Pollution even worse in small towns such as Armidale
Many people think that small towns such as Armidale (and even larger cities such as Christchurch, where main source of pollution is from domestic heating) are less polluted than large metropolitan areas such as Sydney. The graph shows that this is indeed true in summer – in January, February and March, Armidale’s pollution is about half that of Sydney. But as soon as people start using woodheaters in April, average monthly pollution levels rise dramatically to several times those in Sydney, even suburbs such as Liverpool where some people use woodheaters. Levels of health-hazardous PAH are also much higher - 8.62 ng/m3, compared to 4.47 in Sydney in winter, and summertime averages of 0.62 (Sydney) and 0.28 (Armidale).

PM2.5 the most health-hazardous pollutant
Current research shows that PM2.5, especially those from diesel engines or coal or biomass burning, are most closely related to adverse health effects such as premature mortality. A 197-page expert report from the UK concludes the best estimate is that an increase of 10 ug/3 in PM2.5 increases death rates by 6%, but other analyses suggest the effect could be substantially higher. The strongest indication that the effect is causative is that when communities reduce their PM2.5 pollution, death rates fall and people suffer fewer respiratory illnesses.

The first study to report a relationship between PM2.5 pollution and death rates was the six cities study. Some of the cities reduced their PM2.5. Prof Joel Schwartz described the continuing follow-up in 2007: "In cities where particle concentrations fell substantially, mortality rates fell substantially, whereas in cities where there was little change in particle concentrations, the mortality rate changed little.

Dublin reduced its PM2.5 pollution in September 1990 by banning non-smokeless coal. In the 6 years after the ban, thee were 15.5% fewer respiratory and 10.3% fewer cardiovascular deaths compared to the previous 6 years. Thus more than 2,000 lives were saved in the first 6 years of the ban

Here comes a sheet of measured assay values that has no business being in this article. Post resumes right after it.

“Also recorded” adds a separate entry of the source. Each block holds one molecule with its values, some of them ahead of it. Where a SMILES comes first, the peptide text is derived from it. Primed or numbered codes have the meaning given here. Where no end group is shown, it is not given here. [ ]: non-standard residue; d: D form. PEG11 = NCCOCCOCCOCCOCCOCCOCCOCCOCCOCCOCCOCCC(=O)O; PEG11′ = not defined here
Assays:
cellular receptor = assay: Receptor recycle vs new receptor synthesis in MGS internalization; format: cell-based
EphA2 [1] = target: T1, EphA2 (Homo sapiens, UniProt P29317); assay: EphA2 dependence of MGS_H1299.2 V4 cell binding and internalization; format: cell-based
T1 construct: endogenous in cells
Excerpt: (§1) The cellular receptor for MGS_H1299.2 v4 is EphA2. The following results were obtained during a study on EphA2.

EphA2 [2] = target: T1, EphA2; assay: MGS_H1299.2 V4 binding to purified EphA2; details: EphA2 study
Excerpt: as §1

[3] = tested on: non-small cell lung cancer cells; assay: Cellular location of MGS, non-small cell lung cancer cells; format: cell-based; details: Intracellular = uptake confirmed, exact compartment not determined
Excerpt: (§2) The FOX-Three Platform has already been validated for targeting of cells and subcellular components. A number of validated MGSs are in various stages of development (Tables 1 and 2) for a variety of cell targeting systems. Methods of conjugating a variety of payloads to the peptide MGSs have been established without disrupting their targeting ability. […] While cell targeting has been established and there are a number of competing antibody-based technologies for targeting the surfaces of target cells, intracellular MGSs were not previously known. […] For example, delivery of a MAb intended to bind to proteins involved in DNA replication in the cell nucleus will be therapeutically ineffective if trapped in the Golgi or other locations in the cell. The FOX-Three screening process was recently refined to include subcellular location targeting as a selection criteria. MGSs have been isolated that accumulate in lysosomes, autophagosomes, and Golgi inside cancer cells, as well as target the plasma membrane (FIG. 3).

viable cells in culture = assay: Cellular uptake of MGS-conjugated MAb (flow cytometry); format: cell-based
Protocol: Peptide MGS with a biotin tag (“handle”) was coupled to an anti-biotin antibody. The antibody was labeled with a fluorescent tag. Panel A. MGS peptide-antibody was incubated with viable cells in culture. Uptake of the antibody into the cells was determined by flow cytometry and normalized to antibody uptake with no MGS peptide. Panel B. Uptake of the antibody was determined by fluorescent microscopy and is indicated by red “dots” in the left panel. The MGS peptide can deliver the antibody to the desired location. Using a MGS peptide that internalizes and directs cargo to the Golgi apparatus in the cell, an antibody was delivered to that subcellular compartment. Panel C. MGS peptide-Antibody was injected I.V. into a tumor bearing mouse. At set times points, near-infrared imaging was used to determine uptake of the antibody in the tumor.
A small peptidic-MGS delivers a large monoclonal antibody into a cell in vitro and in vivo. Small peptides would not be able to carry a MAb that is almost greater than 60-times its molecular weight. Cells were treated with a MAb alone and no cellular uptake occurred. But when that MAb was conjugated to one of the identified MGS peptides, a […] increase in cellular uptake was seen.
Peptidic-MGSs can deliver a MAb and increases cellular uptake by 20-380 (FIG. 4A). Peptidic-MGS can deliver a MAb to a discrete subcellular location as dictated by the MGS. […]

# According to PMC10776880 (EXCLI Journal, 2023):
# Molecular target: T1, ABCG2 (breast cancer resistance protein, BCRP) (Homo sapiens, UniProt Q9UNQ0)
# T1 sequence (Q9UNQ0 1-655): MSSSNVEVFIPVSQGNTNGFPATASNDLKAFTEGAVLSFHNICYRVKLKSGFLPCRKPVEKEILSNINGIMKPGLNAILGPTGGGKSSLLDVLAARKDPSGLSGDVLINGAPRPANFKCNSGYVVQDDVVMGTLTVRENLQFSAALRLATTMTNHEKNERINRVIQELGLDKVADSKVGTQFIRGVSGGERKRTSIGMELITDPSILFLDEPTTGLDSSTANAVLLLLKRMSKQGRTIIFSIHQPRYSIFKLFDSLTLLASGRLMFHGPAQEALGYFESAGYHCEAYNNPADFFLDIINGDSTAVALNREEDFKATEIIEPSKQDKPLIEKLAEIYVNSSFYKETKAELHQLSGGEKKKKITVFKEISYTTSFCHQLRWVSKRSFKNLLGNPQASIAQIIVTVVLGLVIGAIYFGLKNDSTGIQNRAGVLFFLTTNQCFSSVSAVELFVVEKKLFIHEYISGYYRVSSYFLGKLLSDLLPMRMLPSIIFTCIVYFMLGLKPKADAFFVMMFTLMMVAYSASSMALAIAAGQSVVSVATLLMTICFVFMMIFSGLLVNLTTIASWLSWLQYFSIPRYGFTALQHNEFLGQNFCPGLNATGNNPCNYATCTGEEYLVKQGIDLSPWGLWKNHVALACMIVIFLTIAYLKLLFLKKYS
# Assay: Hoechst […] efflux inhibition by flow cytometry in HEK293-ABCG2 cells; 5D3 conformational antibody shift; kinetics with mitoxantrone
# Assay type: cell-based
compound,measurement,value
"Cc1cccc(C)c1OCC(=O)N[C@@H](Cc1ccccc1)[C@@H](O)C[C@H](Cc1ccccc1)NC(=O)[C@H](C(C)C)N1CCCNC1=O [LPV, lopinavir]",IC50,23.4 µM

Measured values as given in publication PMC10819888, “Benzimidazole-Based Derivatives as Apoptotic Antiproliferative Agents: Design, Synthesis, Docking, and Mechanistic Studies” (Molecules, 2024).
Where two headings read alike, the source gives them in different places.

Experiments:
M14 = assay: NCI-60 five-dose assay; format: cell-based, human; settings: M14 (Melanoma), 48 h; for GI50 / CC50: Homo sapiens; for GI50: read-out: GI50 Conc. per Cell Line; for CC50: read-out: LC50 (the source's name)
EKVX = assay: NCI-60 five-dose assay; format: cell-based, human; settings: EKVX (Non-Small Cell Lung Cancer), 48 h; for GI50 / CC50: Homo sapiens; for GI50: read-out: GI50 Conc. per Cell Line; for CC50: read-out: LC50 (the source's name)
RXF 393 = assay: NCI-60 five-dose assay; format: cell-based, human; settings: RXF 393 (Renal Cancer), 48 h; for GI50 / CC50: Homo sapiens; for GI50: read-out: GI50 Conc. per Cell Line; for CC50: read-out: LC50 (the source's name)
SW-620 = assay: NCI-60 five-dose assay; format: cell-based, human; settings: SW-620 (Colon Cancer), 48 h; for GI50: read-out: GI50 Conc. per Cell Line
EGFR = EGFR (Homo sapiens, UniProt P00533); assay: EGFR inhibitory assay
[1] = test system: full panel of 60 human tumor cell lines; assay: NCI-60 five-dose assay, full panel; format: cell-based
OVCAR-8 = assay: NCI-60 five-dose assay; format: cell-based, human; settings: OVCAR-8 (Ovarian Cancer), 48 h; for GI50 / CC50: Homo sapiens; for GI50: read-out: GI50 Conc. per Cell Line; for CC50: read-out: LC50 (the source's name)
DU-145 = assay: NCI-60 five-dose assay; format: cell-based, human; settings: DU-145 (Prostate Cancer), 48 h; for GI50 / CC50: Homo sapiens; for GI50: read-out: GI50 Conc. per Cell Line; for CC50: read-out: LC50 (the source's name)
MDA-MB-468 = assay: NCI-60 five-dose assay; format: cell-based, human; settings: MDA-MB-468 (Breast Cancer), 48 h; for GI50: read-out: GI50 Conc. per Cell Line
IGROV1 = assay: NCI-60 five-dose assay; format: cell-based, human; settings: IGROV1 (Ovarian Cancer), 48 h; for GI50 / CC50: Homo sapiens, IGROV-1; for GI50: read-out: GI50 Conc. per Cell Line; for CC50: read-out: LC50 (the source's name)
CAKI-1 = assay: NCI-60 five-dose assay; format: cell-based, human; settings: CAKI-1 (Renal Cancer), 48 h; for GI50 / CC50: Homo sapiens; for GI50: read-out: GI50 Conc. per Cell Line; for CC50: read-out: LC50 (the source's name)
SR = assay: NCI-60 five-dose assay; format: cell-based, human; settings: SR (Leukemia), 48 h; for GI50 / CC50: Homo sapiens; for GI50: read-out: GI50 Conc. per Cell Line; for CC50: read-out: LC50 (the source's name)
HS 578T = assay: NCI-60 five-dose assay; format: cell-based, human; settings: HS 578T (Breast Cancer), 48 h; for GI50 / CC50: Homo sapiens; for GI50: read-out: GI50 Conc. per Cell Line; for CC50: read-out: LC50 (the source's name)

In Switzerland, where use of wooheaters is common, pollution has been reduced. A decline of 10 ug/m3 in annual PM10 exposure reduced children’s chronic coughs by 35%,bronchitis by 34%, common cold by 22%, nocturnal dry cough by 30% and conjunctivitis symptoms by 19%. The researcher reported that there was "no threshold of adverse effects of PM10 was apparent because we observed the beneficial effects for relatively small changes of rather moderate airpollution levels."

Health effects of PAH
PAH or polycyclic aromatic hydrocarbons are one of the 5 air toxics considered in Australia's National Air Quality National Environment Protection Measure. Benzo-alpha-pyrene (BaP), featured in the "every cigarette is doing you damage" commercial is the best-known PAH. In New York, where BaP levels are less than 0.5 ng/m3, PAHs are linked to genetic damage in babies and a lower mental development at age 3.

Woodsmoke the major source of PAH
Sydney's wintertime BaP averaged 0.46 ng/m3 (comparable or possibly higher than NY levels) 15 times average summer levels of 0.03 ng/m3. Total PAH in winter averaged 4.47 ng/m3, seven times Sydney's summer average of 0.62 ng/m3. National Pollutant Inventory data show that wood heaters emit 48% of PAH in the Sydney metropolitan airshed (44% and 67% in Melbourne and Canberra). Thus in Australia, woodheaters are a major source of BaP and PAH in our cities, generating wintertime levels similar to those in NY that were linked to genetic damage in babies and a lower mental development in toddlers. Armidale's wintertime BaP, averaging 1.3 ng/m3, much higher than NY or Sydney, is a serious concern for our health.